In the end, it comes down to what you want, how you plan to use your surface, and how much work you’re willing to put into maintaining your countertops. Do your research and choose the option that’s best for you and what you need.
How to Maintain Wood Countertops
Some people shy away from butcher block because of its reputation for being high maintenance. While it’s true that it does require some extra care, there’s nothing to be afraid of. With the proper care, your butcher block countertops can stay beautiful for years to come.
In many ways, butcher block is like granite or marble. It’s not hard to care for, but wood is absorbant and can stain, so it’s important to take care of small mishaps in a timely manner.
You can use a nylon scraper or plastic spatula to lightly scrape the surface free from anything that has dried in place. To wipe the surface, use a cloth dampened with water and mild dishwashing soap.
Remember to never saturate wood countertops with water. If they do become overly wet, make sure to dry them completely as soon as possible.
Some stains are bound to happen, no matter how vigilant you are. Here are a couple of other tricks you can try.
For fresh stains, try sprinkling them with baking soda. Rub it in then leave it to absorb the stain for a few minutes. Dampen a cloth or sponge with mild dish soap or undiluted vinegar, and use it to scrub at the stain.
Another option is to sprinkle some coarse salt on the stain, then rub it with half a lemon. The stain may disappear completely, but if it doesn’t you can leave it for a couple of days, then try going over it with dish soap or vinegar.
Do not try using this lemon trick on marble countertops, because they’ll etch. Here’s my favorite cleaner for marble countertops.
If all else fails, the nice thing about wood countertops, just like with wood floors, is that you can sand them lightly with a high-grit sandpaper to remove stains. Remember that you’ll have to refinish your counters after sanding.
Pros and Cons of Butcher Block Countertops
I get it, countertops can be a big decision. Here are a few things to consider while you’re thinking about wood counters for your home.
- Adds warmth – The wood tones of butcher block add lovely warm tones to any space, creating a cozy, inviting atmosphere.
- Easy to customize – You can create just the look you have envisioned by choosing the type of wood, color, and finish you want.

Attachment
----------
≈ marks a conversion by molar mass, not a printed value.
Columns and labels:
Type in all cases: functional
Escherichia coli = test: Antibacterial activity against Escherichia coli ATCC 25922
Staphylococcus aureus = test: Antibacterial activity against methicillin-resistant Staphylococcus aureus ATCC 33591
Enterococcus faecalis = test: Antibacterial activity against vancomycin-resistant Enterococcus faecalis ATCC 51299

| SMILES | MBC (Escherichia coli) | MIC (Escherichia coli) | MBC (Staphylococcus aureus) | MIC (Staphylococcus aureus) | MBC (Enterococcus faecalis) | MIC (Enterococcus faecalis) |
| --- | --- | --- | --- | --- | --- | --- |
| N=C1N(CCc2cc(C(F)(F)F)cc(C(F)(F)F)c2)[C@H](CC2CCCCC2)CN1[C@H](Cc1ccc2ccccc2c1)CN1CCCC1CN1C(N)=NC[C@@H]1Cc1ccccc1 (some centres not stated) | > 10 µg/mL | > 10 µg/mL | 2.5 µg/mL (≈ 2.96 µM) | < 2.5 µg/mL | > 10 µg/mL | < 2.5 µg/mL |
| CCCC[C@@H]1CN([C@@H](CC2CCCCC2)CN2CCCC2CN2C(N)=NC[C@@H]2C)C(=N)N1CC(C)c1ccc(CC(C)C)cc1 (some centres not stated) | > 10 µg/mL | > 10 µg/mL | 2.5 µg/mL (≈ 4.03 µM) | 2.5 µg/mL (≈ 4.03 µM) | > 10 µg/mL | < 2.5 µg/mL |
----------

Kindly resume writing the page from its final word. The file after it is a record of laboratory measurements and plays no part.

- Can be refinished – If you decide to change your look down the road, you can sand down your finish and change your stain color to match your new design.
- Low cost – Compared to other countertop options, butcher block costs less per square foot.
- DIY installation – Experienced DIYers can install wood countertops themselves, using tools they probably have on hand. Pro installation also costs less than other alternatives.
- Easy to clean – Daily cleaning is easy with a damp clean and dish soap. It doesn’t require any fancy or expensive cleaners.
- Long lifespan – With proper care, butcher block counters can last up to 20 years. Laminate countertops typically need to be replaced between 10 and 15 years.
- Not waterproof – Like any wood product, butcher block is very sensitive to water. They can be installed around a sink if they are sealed very well, re-sealed monthly, and dried right away when they become wet. Wood counters can darken, grow mold, expand and warp if they are exposed to moisture. For this reason, they are not recommended for bathrooms.
- Dent easily – Wood is naturally soft, so it isn’t a surprise that butcher block countertops can become dinged, dented, and scratched. Some people embrace the worn-in look, and if that’s you then go for it! Otherwise, make sure to use a cutting board when using a knife.
- Can burn – The same tip applies when handling hot pots and pans. They can burn and even crack wood counters, so it’s best to use a trivet or hot pad underneath to protect the surface.
- Can expand and contract – Just like wood floors, butcher block can expand in warm temperatures and contract when it’s cool. Its size can change by as much as 1/8-inch from summer to winter. You’ll need to plan ahead by leaving some wiggle room, otherwise your beautiful countertops could warp or even crack.
Frequently Asked Questions
No, hot pots and pans can burn wood counters and even cause it to crack. It’s best to use a trivet or hot pad to protect the surface from heat.
Butcher block counters are sanitary once they are properly sealed. If left unsealed, they will absorb germs and bacteria and will be unsafe for food preparation. Properly sealed, they are perfectly safe and sanitary for food prep. They do need to be resealed regularly.
Many kinds of woods are used for butcher block, including maple, oak, cherry, hickory, teak, bamboo, at more. If you’re having custom countertops made, you can likely choose any type of wood you want, as long as you’re willing to pay the cost.
Our cabinetry and countertops were custom because of the layout of this space, but butcher block countertops are surprisingly affordable! Here are two great options.